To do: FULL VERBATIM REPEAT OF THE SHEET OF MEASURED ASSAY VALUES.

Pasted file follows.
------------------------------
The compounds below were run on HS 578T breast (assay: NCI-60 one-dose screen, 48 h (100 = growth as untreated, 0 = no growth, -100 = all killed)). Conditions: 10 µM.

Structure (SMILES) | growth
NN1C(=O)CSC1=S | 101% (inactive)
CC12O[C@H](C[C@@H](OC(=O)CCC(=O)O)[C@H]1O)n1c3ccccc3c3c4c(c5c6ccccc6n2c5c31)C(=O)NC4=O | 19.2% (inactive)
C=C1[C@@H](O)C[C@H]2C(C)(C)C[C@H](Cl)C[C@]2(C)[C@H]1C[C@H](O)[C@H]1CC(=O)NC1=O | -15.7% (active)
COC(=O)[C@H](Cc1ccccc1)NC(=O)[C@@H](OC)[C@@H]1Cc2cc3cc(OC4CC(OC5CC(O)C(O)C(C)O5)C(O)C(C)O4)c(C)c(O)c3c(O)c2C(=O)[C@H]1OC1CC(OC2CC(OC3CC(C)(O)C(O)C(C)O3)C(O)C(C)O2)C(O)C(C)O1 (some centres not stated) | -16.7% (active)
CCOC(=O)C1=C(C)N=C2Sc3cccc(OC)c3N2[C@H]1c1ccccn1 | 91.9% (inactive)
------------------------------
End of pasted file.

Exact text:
The compounds below were run on HS 578T breast (assay: NCI-60 one-dose screen, 48 h (100 = growth as untreated, 0 = no growth, -100 = all killed)). Conditions: 10 µM.

Structure (SMILES) | growth
NN1C(=O)CSC1=S | 101% (inactive)
CC12O[C@H](C[C@@H](OC(=O)CCC(=O)O)[C@H]1O)n1c3ccccc3c3c4c(c5c6ccccc6n2c5c31)C(=O)NC4=O | 19.2% (inactive)
C=C1[C@@H](O)C[C@H]2C(C)(C)C[C@H](Cl)C[C@]2(C)[C@H]1C[C@H](O)[C@H]1CC(=O)NC1=O | -15.7% (active)
COC(=O)[C@H](Cc1ccccc1)NC(=O)[C@@H](OC)[C@@H]1Cc2cc3cc(OC4CC(OC5CC(O)C(O)C(C)O5)C(O)C(C)O4)c(C)c(O)c3c(O)c2C(=O)[C@H]1OC1CC(OC2CC(OC3CC(C)(O)C(O)C(C)O3)C(O)C(C)O2)C(O)C(C)O1 (some centres not stated) | -16.7% (active)
CCOC(=O)C1=C(C)N=C2Sc3cccc(OC)c3N2[C@H]1c1ccccn1 | 91.9% (inactive)